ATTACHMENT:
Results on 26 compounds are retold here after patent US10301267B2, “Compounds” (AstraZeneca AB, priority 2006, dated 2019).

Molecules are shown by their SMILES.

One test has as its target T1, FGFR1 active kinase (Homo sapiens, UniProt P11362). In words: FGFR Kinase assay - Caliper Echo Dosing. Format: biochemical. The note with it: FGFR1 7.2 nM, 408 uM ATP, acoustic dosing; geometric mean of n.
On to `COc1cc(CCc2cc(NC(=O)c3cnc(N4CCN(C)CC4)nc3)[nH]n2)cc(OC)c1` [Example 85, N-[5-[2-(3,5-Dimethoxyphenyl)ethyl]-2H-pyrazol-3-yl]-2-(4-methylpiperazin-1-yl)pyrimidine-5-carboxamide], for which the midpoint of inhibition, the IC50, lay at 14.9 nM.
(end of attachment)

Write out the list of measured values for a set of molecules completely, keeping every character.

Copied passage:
Results on 26 compounds are retold here after patent US10301267B2, “Compounds” (AstraZeneca AB, priority 2006, dated 2019).

Molecules are shown by their SMILES.

One test has as its target T1, FGFR1 active kinase (Homo sapiens, UniProt P11362). In words: FGFR Kinase assay - Caliper Echo Dosing. Format: biochemical. The note with it: FGFR1 7.2 nM, 408 uM ATP, acoustic dosing; geometric mean of n.
On to `COc1cc(CCc2cc(NC(=O)c3cnc(N4CCN(C)CC4)nc3)[nH]n2)cc(OC)c1` [Example 85, N-[5-[2-(3,5-Dimethoxyphenyl)ethyl]-2H-pyrazol-3-yl]-2-(4-methylpiperazin-1-yl)pyrimidine-5-carboxamide], for which the midpoint of inhibition, the IC50, lay at 14.9 nM.